Sept. 10: Updated information on recent acid spills in Trail
Teck Trail Operations sells sulphuric acid to International Raw Materials Ltd. (IRM), which contracts with a transportation provider to transport the acid. Sulphuric acid is used in numerous applications including pulp mills, mining, water treatment and for fertilizer production.
Two incidents involving spills of sulphuric acid during transport by Westcan Bulk Transport occurred on April 10 and May 23, 2018 in Trail.
We wish to sincerely apologize to any individuals who have been impacted by these spills and to the City of Trail and area residents for the incidents. These incidents are unacceptable to us, and to the community. We are all working diligently with the parties involved in acid transportation to prevent any recurrence. The information below is based on current information available to Teck and IRM and is intended to provide individuals with a clearer picture of what occurred.
1. April 10, 2018:
• Sulphuric acid leaked intermittently onto southbound Highway 3B from the intersection of Highways 22 and 3B (Rossland Avenue intersection) to the Quirk Siding Reload Centre in Waneta, a distance of 16 km.
•Amount of the spill was approximately 220 litres of sulphuric acid intermittently along the 16 km distance.
•The spill occurred between 8:00 am and 9:30 am. Responders were on the scene by 9:30 am and traffic control was promptly put in place where acid was evident. Cleanup was completed at approximately 2 p.m.
2. May 23, 2018:
•Sulphuric acid leaked intermittently onto southbound Highway 3B from the intersection of Highways 22 and 3B (Rossland Avenue intersection) to the intersection of Highway Drive near Glenmerry, a distance of 6 km.
•Amount of the spill was approximately 70 litres of sulphuric acid intermittently along the 6 km distance.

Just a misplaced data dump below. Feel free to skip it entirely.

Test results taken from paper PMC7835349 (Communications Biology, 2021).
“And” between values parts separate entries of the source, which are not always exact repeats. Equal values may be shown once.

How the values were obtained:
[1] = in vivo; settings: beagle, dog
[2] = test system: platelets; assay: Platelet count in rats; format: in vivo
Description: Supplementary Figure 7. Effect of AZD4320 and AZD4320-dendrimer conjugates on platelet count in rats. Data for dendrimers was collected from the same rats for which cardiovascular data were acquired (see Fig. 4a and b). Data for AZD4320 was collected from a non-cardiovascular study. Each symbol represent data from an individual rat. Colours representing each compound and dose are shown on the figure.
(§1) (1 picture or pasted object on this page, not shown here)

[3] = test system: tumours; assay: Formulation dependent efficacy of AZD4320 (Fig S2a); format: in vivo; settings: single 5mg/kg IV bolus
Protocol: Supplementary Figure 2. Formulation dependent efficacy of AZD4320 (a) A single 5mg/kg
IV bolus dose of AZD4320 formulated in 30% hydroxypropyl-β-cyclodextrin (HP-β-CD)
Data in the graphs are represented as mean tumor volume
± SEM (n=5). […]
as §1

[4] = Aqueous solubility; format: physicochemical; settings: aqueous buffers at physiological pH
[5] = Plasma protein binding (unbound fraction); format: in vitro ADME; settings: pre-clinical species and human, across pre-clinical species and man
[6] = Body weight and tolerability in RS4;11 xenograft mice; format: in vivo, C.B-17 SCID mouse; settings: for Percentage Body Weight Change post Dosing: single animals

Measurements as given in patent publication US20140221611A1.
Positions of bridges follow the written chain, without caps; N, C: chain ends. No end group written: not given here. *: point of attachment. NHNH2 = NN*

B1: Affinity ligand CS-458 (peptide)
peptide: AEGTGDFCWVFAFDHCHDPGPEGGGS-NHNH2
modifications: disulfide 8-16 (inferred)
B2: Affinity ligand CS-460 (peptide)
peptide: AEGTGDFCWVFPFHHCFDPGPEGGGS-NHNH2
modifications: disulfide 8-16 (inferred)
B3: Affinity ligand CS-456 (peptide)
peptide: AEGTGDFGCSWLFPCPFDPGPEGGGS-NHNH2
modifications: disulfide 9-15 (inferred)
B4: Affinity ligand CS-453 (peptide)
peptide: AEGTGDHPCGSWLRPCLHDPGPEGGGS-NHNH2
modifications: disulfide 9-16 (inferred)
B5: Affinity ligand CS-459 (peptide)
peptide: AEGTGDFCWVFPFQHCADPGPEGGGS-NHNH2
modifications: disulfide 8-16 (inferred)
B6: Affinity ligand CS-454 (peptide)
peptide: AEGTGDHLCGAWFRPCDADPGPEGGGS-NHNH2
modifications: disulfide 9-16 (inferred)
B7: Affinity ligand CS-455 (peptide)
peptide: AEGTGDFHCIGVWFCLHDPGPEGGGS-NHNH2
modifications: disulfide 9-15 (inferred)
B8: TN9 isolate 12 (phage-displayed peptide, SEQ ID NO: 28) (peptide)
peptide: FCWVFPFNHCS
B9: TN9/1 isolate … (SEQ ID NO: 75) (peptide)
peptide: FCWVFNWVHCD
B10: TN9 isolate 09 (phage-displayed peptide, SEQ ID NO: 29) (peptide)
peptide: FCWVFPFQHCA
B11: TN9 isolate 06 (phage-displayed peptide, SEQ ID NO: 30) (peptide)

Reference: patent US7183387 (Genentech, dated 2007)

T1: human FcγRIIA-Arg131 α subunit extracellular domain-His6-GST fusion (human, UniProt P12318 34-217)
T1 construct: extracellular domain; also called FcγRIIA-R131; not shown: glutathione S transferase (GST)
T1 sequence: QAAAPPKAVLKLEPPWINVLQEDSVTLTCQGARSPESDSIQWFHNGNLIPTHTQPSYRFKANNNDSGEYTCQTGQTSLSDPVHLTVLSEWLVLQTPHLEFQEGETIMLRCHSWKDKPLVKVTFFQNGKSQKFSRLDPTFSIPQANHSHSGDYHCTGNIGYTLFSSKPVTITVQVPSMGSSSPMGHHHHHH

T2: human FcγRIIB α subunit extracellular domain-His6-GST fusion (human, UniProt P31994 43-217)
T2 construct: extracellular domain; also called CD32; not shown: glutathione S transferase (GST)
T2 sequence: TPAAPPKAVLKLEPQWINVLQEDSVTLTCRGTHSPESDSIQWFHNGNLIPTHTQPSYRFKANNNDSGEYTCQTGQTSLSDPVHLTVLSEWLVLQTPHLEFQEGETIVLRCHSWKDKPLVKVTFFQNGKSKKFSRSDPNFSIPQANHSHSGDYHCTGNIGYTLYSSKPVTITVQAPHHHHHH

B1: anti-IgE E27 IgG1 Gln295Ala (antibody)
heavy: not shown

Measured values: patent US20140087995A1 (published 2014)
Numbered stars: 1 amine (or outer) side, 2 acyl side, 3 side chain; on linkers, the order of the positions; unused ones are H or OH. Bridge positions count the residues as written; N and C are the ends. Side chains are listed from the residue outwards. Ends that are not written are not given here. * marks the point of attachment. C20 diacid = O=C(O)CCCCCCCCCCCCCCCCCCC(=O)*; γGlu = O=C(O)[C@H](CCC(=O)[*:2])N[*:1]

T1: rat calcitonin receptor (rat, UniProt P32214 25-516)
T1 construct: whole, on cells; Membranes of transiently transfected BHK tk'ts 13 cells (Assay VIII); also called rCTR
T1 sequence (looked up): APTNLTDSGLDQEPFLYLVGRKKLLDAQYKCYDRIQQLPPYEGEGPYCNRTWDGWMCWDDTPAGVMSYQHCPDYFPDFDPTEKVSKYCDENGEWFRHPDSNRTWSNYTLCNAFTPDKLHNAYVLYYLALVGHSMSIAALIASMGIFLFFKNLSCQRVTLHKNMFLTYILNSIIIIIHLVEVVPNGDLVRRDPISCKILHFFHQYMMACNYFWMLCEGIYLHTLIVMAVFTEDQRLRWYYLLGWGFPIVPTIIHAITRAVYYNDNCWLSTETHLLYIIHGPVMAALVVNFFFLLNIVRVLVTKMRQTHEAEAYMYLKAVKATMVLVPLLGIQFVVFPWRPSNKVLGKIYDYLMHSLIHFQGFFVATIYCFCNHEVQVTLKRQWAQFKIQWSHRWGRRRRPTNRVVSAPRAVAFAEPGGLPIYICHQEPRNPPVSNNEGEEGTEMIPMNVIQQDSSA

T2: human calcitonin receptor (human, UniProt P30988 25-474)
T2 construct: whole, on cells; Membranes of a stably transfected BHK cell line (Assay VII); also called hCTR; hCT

•The spill occurred between 6:30 and 7:00 pm*
• Responders were on the scene by 7:30 pm* and traffic control was promptly put in place where acid was evident. Cleanup was completed at approximately 11:15 pm.
In both incidents, presence of acid on the highway was primarily evident near intersections where the trucks had stopped and started.
Between these intersections there was minimal to no evidence of acid on the roadway.
Click here to see map of route: Trail Acid Spill
•Teck Emergency Services and Westcan responded to both incidents. The Kootenay Boundary Regional Fire Rescue responded to the May incident.
•Cleanup was done in accordance with Transportation of Dangerous Goods standards, including: °Limerock was used to neutralize the visible acid, which was then collected and taken to Teck for disposal.
°The roadway was flushed with thousands of litres of water.
°Tests to confirm the acid had been neutralized (pH tests) were conducted.
°In areas where there was any potential for acid to enter drains prior to cleanup commencing, seal mats were used to cover the drains and later removed prior to street flushing.
•The acid was neutralized during the cleanup process and is no longer chemically active.
2. Mitigation Actions:
•IRM and Westcan ceased trucking operations while each spill was investigated. Shipping initially was reinstated after the cause of the first spill was identified and corrective actions taken.
•Following the May incident, more improvements were implemented to ensure safe transport of sulphuric acid. Only at that point was shipping reinstated.
•The upgraded procedures Westcan is operating under are now even more stringent than industry standard.
•IRM is currently conducting a review of the management of the Quirk Siding Reload Centre and the related transportation of products.
Sept. 10 correction:
*timing related to May 23 incident updated
Concern for Vehicles:
•Individuals with questions or concerns should contact their insurance provider.
•ICBC Customer Fact Sheet: www.icbc.com/trail
Health and Environment:
• Due to the limited amount of material spilled and the thorough cleanup process, no health or environmental impacts have been reported or are expected.
• There was no residual acid resulting from subsequent rain events, street cleaning, etc.
• The City of Trail conducted testing of all surface infrastructure and found no acid residue. Further testing of underground infrastructure will be completed this fall.
• The Ministry of Transportation and Infrastructure assessed the Victoria Street Bridge and will continue to do so in accordance with its regular inspection schedule to ensure there is no damage or accelerated deterioration due to the spill incidents.
• This assessment confirmed there are no impacts to the safe operation of the bridge and/or the highway.